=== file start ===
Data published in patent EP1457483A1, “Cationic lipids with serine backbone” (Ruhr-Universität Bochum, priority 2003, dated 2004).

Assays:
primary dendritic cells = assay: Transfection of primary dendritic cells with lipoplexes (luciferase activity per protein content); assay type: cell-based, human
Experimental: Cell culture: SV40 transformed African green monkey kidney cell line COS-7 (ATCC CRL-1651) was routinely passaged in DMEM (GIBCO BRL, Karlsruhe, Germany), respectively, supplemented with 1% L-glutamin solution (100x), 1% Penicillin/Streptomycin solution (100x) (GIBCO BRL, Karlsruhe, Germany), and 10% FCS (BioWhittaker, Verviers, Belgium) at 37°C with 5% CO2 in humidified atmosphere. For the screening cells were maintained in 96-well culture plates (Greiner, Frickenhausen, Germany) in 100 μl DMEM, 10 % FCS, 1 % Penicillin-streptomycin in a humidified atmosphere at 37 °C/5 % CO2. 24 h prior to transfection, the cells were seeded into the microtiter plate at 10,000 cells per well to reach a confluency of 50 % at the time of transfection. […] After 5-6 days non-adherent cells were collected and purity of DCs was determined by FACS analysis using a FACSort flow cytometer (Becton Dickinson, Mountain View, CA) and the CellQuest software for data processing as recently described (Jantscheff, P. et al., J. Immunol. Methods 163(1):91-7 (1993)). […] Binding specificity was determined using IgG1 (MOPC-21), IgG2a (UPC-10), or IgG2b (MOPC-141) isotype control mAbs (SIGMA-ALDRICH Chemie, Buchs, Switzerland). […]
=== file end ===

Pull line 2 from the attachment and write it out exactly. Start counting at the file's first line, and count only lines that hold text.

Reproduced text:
Assays: